September 28, 2017 // 2 p.m.
Both side panels are doors that open with a simple tug from the front and then lift out of their hinge mechanisms without fuss. The ease of access doesn’t stop there, as the front, roof, and bottom mesh sections can all be removed without screws.
Inside, the default configuration is a standard full-tower layout, and Cooler Master has added PSU and storage covers to the main space and a cable routing cover to the area behind the motherboard tray. These could be stronger, to be honest – they’re all made of plastic – but they do their jobs well and each one can be independently removed. This is a theme that’s continued throughout the C700P, as a key feature of this case is its modularity and consequentially its flexibility with regards to layout. And we don’t just mean an ability to house lots of drives or radiators, though that applies as well. The combination of the modular frame and removable motherboard tray lets you invert the layout completely (the side panels can be swapped around to support this) or even switch to a chimney-style rotation with top-to-bottom airflow. The former is a 28-step process, as it’s a full inversion including all the hard drive and PSU brackets, but the manual walks you through it very well.
As you would expect from such a large case, there is ample room for practically any component. E-ATX motherboards are supported, while clearance for CPU coolers and GPUs are set at a whopping 198mm and 490mm (320mm if it’s in line with a HDD bracket).
A pair of 3.5”/2.5” drive trays are fitted to the front section, hidden by default by the storage bracket. The modular bracket into which they’re screwed allows you to move them up and down at will and also install extra drive trays (available to buy through the CM Store), although you do need to remove the cable management cover to gain the necessary access. The trays have heavily rubberised sections to help dampen vibrations from 3.5” drives as well.
While 5.25” drives have largely fallen out of fashion, it makes sense to include support for them in a PC this size, especially when you can easily remove the singular drive cage. Alternatively, two 5.25” drives (or a double bay reservoir) can be installed using an optional bracket that’s secured to the sides of the case.
You get two SSD trays fixed to the rear of the motherboard, although one is occupied by the fan and RGB control PCB. However, you can use the rubber mounting holes on the side of the PSU cover to mount a second SSD with relative ease.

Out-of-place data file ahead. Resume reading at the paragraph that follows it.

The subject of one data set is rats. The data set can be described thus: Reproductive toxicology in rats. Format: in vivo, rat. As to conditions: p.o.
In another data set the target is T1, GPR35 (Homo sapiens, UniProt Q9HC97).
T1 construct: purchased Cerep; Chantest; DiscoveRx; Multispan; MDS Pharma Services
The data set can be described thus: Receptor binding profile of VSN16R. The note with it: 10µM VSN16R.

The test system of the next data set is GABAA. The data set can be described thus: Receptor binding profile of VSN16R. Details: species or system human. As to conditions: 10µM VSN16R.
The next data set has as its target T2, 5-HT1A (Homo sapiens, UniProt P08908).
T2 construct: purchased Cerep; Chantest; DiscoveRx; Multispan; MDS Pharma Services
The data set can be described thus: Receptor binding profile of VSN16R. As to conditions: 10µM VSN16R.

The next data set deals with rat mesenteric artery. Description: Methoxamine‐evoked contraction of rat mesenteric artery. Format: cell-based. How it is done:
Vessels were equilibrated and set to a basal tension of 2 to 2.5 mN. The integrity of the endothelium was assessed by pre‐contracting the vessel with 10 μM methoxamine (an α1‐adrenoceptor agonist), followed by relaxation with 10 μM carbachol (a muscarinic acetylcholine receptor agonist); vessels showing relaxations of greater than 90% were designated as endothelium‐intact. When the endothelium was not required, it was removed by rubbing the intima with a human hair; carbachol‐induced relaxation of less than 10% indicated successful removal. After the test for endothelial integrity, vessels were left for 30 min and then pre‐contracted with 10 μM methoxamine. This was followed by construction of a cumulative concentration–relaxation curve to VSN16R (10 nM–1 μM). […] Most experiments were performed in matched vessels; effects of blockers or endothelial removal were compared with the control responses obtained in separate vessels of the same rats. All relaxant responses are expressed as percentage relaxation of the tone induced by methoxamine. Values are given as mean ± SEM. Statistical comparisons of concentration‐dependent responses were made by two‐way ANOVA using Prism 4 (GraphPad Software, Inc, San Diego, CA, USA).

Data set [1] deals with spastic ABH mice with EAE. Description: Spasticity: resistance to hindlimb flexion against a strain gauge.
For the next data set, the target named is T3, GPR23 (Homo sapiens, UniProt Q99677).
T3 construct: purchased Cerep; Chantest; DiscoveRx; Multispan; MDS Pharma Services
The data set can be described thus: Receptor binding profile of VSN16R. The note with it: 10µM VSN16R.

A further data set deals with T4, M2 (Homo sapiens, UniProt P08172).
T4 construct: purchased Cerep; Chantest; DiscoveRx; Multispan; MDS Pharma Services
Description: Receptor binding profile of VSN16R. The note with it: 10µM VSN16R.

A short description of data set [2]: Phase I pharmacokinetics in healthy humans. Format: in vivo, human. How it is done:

As you might expect, liquid-cooling is well-catered for. Both 360mm and 420mm radiators are supported in the roof (80mm depth limitation), while 360mm and 280mm ones can go in the front bracket (90mm depth limitation). In both positions, use of the largest supported radiator will mean having to remove the optical drive cage, which is a standard sacrifice. The individual brackets are easily removed as well, so you can do the fiddly work outside of the case. In fact, you can even install the two brackets along the bottom of the case instead, and Cooler Master sells a 240mm bracket that can be mounted here as well without impacting on the PSU in a standard tower layout. We can’t imagine you will struggle to find suitable places for pumps and reservoirs, but we do think it’s a shame not to see these given a bit more attention in a case such as this.
All three fans and each of the RGB sections come pre-connected to the single-PCB controller. This is powered by a single SATA connection on the board itself, and outputs to six fan channels and three RGB channels, with three and one free for use respectively out of the box. There is also a final RGB connection, but this is an input and is what you connect to your motherboard header in order to activate the M/B RGB control on the front panel. Each channel is capable of outputting up to 1.5A by itself, but the total output across all nine channels cannot exceed 4.5A.
The cable management bracket will take care of your messy cables for the most part, but the motherboard tray is littered with grommet-covered routing holes, and there's one specifically for PCIe power cables in the PSU bracket. In short, there's no excuse for an untidy rig here.